Classical Editor: Rob Barnett

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ALEXANDER GLAZUNOV (1878-1936) Grand Adagio in D minor from Raymonda (1897) * cond Vladimir Fedosyev rec 20 Jan 1983 Concert Waltz no. 1 in D major (1893) * cond Gennadi Tcherkasov rec 20 Dec 1978 To the Memory of a Hero - Symphonic Elegy (1881) * cond Vladimir Fedosyev rec 10 June 1982 The Forest - Fantasia (1887)   Moscow State SO/Veronika Dudarova rec 18 Dec 1983 * Moscow RTVSO all ADD ICONE Russian Masters Collection ICN-9424-2 [45:01] bargain price



This is a very mixed bargain price collection which because of its variety will focus you more on the music than on the artists. The common artists are Fedoseyev (Adagio and Elegy) who has a cycle of the Glazunov symphonies to his name and the Moscow RTVSO who appear on all but The Forest track. Tcherkasov and Fedoseyev are both natives of Leningrad as also was Glazunov.

The first track is the shortest at 4:37 and the longest is the last at almost 20 minutes. The Grand Adagio is rather intense but ultimately anonymous: polished and professionally balletic in the grand manner but not desperately interesting. The Concert Waltz is much more interesting being frequently rather Tchaikovskian. The whole thing is redolent of grand Edwardian hotels, pot plants, palms, tall sylph-like women in nodding feathered hats, a perpetual charming round of chatter and superficial romance. There is none of the complex psychological overlay that Prokofiev brought to the waltz years later. The notes mention the influence of Brahms and Dvorák but I could catch nothing of their voices just the romantic dizzy absorption of the dance. The Symphonic Elegy is an early work which I have never heard before. It is roughly contemporaneous with the first symphony. I wonder who the hero was. This is a work which begins in subdued charcoal lights with a dignified melody with a distinct ecclesiastical tone. This relaxes at 6:22 into a heart-easing tune rising to a rolling passionate climax at 7:05 and great calling brass at 7:22. From 9:03 the massed strings seem to call up memories of triumphant church bells..

The Forest is conducted by Dudarova (the only non-Leningrader) who was born in Baku. It is a romantically glistening work, rather rambling as befits a fantasy it certainly shows how much Glazunov had learnt from Rimsky-Korsakov. This forest is one of eerie magic (not the romantic Wunderhorn fantasy woods of Raff and Mendelssohn) but one populated by clarinet trills, a great trombone choir, troll dances and a storm. Mind you Glazunov’s storms have none of the elemental power of Tapiola (Sibelius) or even November Woods (Bax). In truth there were a few moments when I thought the tone-pictures were more marine than sylvan. While Glazunov had it in him to create grandeur (Symphony No. 8) there is no terror but lyrical release aplenty.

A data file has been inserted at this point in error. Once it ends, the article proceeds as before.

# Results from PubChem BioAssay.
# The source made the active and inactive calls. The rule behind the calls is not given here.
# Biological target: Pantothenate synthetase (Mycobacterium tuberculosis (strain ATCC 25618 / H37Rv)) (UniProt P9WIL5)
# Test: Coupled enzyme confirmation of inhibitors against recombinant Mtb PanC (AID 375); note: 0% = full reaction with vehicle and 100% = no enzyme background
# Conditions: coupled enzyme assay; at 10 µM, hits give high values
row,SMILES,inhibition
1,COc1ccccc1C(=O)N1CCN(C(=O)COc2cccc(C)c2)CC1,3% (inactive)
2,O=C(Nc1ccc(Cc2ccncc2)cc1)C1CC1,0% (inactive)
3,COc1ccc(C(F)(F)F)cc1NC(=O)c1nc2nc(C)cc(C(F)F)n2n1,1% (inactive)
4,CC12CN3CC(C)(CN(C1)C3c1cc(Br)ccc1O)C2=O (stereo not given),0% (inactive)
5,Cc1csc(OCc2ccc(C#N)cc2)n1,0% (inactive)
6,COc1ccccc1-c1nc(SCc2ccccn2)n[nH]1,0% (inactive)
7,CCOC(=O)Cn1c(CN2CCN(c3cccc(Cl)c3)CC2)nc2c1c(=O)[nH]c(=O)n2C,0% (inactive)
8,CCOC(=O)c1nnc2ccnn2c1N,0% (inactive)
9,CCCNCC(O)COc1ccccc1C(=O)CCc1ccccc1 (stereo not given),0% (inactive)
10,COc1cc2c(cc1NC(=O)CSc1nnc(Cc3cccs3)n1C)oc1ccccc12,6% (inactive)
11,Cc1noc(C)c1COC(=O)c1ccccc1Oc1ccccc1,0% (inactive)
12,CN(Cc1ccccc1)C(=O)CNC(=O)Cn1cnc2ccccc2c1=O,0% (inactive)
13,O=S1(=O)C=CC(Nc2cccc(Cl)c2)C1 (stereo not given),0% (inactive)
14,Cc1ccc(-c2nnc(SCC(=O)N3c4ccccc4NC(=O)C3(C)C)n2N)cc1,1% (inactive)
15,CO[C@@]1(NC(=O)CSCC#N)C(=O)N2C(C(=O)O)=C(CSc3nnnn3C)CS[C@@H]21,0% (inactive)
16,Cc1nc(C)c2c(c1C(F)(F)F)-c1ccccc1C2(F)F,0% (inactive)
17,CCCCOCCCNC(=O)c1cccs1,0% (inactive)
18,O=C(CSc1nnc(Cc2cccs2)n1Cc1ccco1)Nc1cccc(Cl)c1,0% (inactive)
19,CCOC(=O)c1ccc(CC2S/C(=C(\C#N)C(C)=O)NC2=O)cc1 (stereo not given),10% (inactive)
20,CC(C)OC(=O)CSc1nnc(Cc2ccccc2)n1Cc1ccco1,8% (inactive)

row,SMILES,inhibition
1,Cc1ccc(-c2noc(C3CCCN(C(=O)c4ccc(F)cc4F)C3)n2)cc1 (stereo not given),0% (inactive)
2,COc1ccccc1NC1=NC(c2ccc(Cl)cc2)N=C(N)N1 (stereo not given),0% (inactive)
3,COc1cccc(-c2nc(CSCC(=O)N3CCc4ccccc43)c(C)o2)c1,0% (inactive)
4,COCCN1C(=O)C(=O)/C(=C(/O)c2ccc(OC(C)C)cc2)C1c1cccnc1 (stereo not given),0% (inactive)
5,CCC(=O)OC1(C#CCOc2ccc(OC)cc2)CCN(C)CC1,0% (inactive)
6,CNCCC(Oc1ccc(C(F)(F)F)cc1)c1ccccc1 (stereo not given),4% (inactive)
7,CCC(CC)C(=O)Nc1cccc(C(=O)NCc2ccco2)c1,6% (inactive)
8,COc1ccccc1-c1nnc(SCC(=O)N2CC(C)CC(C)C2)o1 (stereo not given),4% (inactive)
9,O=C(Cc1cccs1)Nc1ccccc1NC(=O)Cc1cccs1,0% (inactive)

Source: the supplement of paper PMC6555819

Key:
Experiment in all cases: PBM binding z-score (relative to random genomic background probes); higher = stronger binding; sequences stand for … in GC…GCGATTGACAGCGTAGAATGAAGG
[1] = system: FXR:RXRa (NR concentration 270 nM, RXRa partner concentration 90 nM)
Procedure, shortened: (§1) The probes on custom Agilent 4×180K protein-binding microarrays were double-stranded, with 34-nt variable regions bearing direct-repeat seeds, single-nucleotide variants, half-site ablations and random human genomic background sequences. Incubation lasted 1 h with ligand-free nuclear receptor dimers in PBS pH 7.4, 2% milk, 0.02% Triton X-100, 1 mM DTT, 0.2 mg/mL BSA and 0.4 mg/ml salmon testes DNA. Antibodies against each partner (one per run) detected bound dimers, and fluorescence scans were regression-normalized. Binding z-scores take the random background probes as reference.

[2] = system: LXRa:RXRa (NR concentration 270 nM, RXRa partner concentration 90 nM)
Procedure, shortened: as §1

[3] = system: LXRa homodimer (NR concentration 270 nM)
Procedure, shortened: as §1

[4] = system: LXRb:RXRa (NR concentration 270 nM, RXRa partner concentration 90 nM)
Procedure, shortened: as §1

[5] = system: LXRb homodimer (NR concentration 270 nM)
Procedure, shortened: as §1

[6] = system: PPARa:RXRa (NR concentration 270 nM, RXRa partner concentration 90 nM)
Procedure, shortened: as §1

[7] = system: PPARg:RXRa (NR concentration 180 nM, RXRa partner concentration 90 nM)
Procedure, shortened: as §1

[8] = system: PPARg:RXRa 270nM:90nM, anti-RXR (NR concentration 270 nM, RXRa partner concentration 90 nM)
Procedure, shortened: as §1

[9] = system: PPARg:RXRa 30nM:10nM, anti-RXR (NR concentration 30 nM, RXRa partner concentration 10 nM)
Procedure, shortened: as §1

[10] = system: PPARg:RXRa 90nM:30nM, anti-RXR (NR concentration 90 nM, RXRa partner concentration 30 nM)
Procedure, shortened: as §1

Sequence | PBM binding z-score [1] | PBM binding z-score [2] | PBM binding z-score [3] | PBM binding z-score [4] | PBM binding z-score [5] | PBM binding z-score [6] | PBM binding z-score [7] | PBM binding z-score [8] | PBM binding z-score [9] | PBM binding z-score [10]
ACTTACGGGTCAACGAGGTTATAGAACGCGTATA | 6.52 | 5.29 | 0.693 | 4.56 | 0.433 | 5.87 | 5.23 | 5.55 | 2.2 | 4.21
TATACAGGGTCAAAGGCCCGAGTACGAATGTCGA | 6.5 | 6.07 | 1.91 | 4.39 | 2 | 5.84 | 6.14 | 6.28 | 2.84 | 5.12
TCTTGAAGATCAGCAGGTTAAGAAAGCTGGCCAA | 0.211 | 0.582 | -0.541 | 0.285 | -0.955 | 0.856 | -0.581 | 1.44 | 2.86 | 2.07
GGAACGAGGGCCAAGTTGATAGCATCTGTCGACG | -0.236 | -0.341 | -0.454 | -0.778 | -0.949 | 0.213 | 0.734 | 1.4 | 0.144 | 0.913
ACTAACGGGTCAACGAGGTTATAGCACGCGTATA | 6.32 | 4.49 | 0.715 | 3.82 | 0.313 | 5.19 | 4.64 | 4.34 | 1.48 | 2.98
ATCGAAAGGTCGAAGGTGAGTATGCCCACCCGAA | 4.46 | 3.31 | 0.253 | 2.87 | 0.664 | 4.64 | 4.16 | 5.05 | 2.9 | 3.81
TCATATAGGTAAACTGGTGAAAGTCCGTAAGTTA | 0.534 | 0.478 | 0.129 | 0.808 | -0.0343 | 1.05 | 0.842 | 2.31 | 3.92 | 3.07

The whole package is well designed and documented with precise dates and venue (Concert Hall of Moscow Radio) of recording and reasonably informative anonymous notes (English only). What a pity about the short playing time. I recall a rather good Finnish Fantasy from the days of EMI-Melodiya LPs. Surely that recording was available. Technically the sound is not outstanding - perfectly respectable - having been Sonic Solutions No-Noised. Worth exploring. It would have scored higher if the timing had been more generous. If you have a spare five pounds you will make some real discoveries here; notably the last two tracks.


Rob Barnett

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Reviewer Rob Barnett

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